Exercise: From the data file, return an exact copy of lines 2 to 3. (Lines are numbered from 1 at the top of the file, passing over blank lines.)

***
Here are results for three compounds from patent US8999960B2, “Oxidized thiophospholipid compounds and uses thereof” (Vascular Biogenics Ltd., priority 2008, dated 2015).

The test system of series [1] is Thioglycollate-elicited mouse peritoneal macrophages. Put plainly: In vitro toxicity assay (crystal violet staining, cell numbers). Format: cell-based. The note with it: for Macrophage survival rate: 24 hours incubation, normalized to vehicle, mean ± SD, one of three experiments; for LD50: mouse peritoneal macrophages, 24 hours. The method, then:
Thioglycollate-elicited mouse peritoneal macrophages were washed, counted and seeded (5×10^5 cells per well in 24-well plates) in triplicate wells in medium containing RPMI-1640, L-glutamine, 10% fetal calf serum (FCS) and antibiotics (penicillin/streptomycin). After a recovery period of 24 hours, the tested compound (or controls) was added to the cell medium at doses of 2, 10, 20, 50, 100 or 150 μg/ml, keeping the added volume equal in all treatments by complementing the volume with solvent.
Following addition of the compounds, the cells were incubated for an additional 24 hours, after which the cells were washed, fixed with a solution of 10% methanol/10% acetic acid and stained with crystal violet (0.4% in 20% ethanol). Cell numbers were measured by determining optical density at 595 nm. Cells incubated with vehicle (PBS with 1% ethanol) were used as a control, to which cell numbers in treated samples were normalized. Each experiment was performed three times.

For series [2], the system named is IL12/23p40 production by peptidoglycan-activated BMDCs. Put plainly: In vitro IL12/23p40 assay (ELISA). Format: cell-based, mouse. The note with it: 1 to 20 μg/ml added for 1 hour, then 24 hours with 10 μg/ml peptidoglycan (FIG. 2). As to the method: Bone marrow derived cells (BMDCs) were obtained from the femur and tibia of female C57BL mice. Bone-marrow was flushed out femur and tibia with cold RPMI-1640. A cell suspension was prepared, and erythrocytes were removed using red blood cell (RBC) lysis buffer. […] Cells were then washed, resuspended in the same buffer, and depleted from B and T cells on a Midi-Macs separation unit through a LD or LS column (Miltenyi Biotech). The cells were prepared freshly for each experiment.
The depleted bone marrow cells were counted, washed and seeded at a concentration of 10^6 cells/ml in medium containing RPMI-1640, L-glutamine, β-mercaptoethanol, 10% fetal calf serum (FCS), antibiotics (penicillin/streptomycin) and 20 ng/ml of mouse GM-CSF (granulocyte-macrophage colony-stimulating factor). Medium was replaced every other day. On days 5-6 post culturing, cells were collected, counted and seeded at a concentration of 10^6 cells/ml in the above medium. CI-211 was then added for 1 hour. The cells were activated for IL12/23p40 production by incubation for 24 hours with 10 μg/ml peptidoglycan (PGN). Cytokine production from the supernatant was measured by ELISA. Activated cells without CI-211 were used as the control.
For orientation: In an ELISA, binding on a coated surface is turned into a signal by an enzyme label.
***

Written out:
The test system of series [1] is Thioglycollate-elicited mouse peritoneal macrophages. Put plainly: In vitro toxicity assay (crystal violet staining, cell numbers). Format: cell-based. The note with it: for Macrophage survival rate: 24 hours incubation, normalized to vehicle, mean ± SD, one of three experiments; for LD50: mouse peritoneal macrophages, 24 hours. The method, then:
Thioglycollate-elicited mouse peritoneal macrophages were washed, counted and seeded (5×10^5 cells per well in 24-well plates) in triplicate wells in medium containing RPMI-1640, L-glutamine, 10% fetal calf serum (FCS) and antibiotics (penicillin/streptomycin). After a recovery period of 24 hours, the tested compound (or controls) was added to the cell medium at doses of 2, 10, 20, 50, 100 or 150 μg/ml, keeping the added volume equal in all treatments by complementing the volume with solvent.